After a near-fatal plane crash in WWII, Olympian Louis Zamperini spends a harrowing 47 days in a raft with two fellow crewmen before he's caught by the Japanese navy and sent to a prisoner-of-war camp.
Four Sudanese children are orphaned after their village is massacred in the Second Sudanese Civil War. Consequently, they make an arduous and dangerous trek through the plains, enduring hardship, death and sacrifice all the way until they reach safety in a refugee camp in Ethiopia. Years later, these youths are among 3600 selected for resettlement in America, only to have the one girl among them sent to Boston, while the three boys must to make a new life in Kansas City. Together, these young men must adjust to an alien culture even as the emotional baggage of their past haunts them. However, these newcomers, and their new friends like employment counselor Carrie Davis, strive to understand each other in this new home, as they make peace with their histories in a challenge that will change all their lives. Written by
Kenneth Chisholm (firstname.lastname@example.org)
Ger Duany is a Sudanese refugee himself who suffered as a child soldier before being granted asylum in the United States See more »
After Jeremiah quits his grocery job and goes back to the employment agency, the phone number in the window is a St Louis area code, not Kansas City. See more »
In 1983, a brutal civil war broke out in Sudan between the North and the South over religion and resources, leaving villages destroyed by northern government armies and militia.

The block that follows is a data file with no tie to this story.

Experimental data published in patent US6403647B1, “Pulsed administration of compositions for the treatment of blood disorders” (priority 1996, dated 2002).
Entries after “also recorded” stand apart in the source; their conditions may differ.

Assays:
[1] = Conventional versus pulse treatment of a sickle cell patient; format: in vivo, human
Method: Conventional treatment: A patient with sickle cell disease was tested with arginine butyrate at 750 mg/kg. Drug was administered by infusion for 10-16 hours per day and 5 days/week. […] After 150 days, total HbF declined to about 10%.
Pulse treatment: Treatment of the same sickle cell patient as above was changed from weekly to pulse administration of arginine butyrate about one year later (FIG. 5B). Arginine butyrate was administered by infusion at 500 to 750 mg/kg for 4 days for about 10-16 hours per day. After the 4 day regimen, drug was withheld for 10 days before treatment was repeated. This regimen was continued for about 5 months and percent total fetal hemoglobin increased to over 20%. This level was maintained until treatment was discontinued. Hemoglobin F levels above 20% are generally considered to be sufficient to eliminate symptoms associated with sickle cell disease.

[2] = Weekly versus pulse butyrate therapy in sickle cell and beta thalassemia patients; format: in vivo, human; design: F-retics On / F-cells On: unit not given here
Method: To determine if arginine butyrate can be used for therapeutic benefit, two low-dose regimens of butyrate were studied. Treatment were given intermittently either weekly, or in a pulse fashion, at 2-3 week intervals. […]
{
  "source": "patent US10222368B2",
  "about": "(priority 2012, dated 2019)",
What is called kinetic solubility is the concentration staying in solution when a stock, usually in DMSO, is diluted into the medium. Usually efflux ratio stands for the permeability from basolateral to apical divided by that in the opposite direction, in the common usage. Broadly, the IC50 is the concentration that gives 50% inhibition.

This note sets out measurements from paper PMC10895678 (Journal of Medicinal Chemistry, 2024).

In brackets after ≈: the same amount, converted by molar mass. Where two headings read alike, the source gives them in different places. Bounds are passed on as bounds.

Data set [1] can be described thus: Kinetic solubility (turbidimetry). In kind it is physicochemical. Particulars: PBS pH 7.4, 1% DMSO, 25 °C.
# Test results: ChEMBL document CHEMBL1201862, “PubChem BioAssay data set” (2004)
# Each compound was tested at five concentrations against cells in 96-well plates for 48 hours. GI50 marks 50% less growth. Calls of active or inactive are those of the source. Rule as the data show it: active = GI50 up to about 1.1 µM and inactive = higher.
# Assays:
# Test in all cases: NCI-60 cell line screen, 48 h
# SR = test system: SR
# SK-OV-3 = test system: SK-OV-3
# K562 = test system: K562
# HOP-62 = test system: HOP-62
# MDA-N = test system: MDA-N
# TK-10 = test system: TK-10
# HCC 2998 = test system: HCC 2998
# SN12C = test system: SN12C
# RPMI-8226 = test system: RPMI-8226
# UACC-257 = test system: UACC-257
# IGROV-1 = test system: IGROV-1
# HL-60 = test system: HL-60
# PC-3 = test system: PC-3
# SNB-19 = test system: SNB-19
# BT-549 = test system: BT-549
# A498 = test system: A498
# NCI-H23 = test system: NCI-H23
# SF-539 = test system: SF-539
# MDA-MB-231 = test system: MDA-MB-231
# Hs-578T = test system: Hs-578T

By 1987, thousands of orphaned children began to flee on foot across sub-Saharan Africa, walking as many as thousands of miles to Ethiopia and then Kenya. Thirteen years later, 3600 refugees would be relocated to the U.S.A. They were known simply as "The Lost Boys of Sudan."
This film is inspired by their ...
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We saw this movie on the spur of the moment while vacationing in Tel Aviv. I was worried it would be a hokey version of "The Blindside," where the focus of the story is on a white woman helping some underprivileged people of color, but instead it was a captivating, beautifully written story that was both authentic and deeply moving. The film skillfully portrays the enormous difficulty facing the Lost Boys of Sudan as they try to adapt to America while absorbing the unbearable trauma of their childhoods. Reese Witherspoon was a delight, and was surprisingly restrained -- the movie was not all about her. The acting was superb, performed by Sudanese who did a remarkably good job. The writers did a great job of not allowing this story to wander off in to mawkishness or sentimentality. There is no attempt to tie it all up in a neat bundle, yet it's ultimately uplifting. It's a great film that I have continually recommended to friends.
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